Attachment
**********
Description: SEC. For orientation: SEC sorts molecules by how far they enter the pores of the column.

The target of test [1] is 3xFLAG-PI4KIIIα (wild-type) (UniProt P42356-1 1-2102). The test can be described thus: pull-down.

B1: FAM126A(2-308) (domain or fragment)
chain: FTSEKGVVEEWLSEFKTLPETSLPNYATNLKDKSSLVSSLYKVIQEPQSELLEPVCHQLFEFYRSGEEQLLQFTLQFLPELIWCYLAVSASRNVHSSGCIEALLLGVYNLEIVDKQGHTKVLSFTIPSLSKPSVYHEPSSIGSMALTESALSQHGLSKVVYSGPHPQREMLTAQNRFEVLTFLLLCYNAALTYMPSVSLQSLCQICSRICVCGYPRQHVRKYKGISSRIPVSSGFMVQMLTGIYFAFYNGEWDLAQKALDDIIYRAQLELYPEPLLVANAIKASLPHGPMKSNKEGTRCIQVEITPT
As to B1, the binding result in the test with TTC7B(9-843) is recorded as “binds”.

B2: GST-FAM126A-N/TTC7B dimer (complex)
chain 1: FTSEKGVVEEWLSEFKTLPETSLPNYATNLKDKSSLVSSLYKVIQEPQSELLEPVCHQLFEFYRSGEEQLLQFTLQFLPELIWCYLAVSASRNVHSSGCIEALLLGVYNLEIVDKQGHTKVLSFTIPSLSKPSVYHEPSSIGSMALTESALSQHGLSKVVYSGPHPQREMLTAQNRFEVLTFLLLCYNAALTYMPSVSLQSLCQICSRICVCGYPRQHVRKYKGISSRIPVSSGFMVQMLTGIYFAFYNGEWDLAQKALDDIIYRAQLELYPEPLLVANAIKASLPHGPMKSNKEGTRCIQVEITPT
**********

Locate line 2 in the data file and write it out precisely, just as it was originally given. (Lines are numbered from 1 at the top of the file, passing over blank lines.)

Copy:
The target of test [1] is 3xFLAG-PI4KIIIα (wild-type) (UniProt P42356-1 1-2102). The test can be described thus: pull-down.